It can be presented as an exercise in accommodating available tools, skills, and the existing supply chain. It is also a useful tool in its own right.
TODO: gather the kit materials. Demonstrate the logging, the wifi. Implement a calibration procedure. Fix the graphing.
Also a design that reflects the current supply chain. Use existing code, and chips which are no longer being produced but which are most likely widely available in the population and easy to scavenge.
TODO: see if it's easy to decouple the listening library code (always-on) from the posting (doesn't need to be always-on)
Looks complicated at first glance. So, make an i2c version to begin.
Relevant i2c gps chip (SAM-M8Q) here: https://www.digikey.com/en/products/detail/u-blox/SAM-M8Q-0-10/7393573
Similarly, a 'scavenge'-focused design
Some key points from the Romantic critique of modernity:
The bulk of the Romantic outlook is backwards. Metamodernism seems to attempt to incorporate some of Romanticism's insights without being as caught up in the past.
In the medium term: it looks as though we'll run out of cheap energy. In the short term, there are many extreme events possible which could have the same effective result. It isn't just a matter of preparing in a material sense; there is a psychological preparedness required. There is a joy that must be found after peak oil.
People are not familiar with appropriate technology designs and considerations. The books and materials that exist are outdated and don't reflect the current or near-term supply chains.
There are certain sorts of infrastructure that, once built, can last for decades. Some of this is much easier to build now, with supply chains and energy as they exist now.
People don't have a basic sense for what they can and can't do with energy outside of the 'always-on' fossil fuel-powered grid. They haven't prioritized production or consumption accoriding to any identified needs.
TODO: make a list of the appropriate tech projects in which to engage first.
Food as a key focus. Joy and pleasure as a key focus. Art production together. Prototyping a new way of work.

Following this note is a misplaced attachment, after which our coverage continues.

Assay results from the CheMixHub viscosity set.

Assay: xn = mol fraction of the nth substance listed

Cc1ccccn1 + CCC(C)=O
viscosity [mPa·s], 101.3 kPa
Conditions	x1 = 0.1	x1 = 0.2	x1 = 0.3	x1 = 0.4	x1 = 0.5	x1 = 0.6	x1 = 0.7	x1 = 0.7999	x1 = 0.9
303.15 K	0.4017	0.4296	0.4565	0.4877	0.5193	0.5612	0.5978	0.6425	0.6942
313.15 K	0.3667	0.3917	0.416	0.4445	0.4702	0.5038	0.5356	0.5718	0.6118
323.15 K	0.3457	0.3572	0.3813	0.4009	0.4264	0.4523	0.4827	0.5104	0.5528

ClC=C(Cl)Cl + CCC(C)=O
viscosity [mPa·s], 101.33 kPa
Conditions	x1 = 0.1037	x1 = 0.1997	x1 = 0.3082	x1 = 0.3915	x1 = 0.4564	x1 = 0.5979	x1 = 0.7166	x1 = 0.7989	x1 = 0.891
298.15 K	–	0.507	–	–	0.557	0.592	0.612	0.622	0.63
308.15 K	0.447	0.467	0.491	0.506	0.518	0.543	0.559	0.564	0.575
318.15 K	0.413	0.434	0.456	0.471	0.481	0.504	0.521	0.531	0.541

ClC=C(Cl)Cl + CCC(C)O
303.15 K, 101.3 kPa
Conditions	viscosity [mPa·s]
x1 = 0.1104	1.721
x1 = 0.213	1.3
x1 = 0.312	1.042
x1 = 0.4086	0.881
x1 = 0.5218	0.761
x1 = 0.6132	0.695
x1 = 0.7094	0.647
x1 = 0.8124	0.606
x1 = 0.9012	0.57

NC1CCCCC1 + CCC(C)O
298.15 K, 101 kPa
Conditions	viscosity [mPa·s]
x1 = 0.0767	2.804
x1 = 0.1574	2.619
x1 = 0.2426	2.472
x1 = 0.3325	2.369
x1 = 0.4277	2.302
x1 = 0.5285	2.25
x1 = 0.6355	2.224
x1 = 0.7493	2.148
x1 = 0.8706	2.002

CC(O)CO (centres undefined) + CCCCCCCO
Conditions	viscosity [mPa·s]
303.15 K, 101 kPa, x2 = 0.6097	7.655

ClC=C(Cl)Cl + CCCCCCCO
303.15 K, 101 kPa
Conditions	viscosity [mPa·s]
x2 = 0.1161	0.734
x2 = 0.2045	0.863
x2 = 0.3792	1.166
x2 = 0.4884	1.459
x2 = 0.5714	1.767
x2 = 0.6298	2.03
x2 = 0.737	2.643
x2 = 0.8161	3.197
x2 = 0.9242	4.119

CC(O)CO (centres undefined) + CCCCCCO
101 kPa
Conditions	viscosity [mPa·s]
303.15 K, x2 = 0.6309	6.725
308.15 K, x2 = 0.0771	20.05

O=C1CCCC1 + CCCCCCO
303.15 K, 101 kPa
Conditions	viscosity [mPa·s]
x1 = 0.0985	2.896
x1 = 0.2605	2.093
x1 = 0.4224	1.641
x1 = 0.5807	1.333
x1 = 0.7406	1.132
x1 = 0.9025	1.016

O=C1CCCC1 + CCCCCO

If deadly or debilitating diseases persist in the population, one way to retrieve something akin to normality would be to organize into larger community 'pods' within which restrictions are removed but which interact with the outside world with extreme caution (masks, ventilation).
One of the emerging ideas seems to be: COVID weakens the immune system, rendering one more susceptible to other diseases.
COVID-19, children, risk:
Part of the reason why so many children are ending up hospitalized with RSV now is that for the past few years, their exposure to the virus was minimal due to public health measures. With life returning to normal, children who would have been infected by RSV for the first time a year or two ago are instead encountering the virus now, and it is the first infection that is typically the worst and thus more likely to land them in the hospital. As Dr. Fatima Kakkar, an infectious disease paediatrician at Sainte-Justine Hospital, explained on CBC’s Front Burner podcast, instead of all of these children getting the virus in a staggered manner over the past two years, with hospitals able to cope with it, “everybody is getting it at the same time and they’re getting it for the first time. That’s why it’s so severe.”
It’s not that children’s immune systems are weaker, but rather that they are all being exposed to viruses from which they were shielded when public health measures were in place, and they are now falling ill at the same time.
Riven wood: https://www.youtube.com/watch?v=he4JkbYLij0
Making a box: https://www.youtube.com/watch?v=wg_PAROwHA0
Local nets related to ARES: https://ema.arrl.org/ema-arrl-activities-calendar/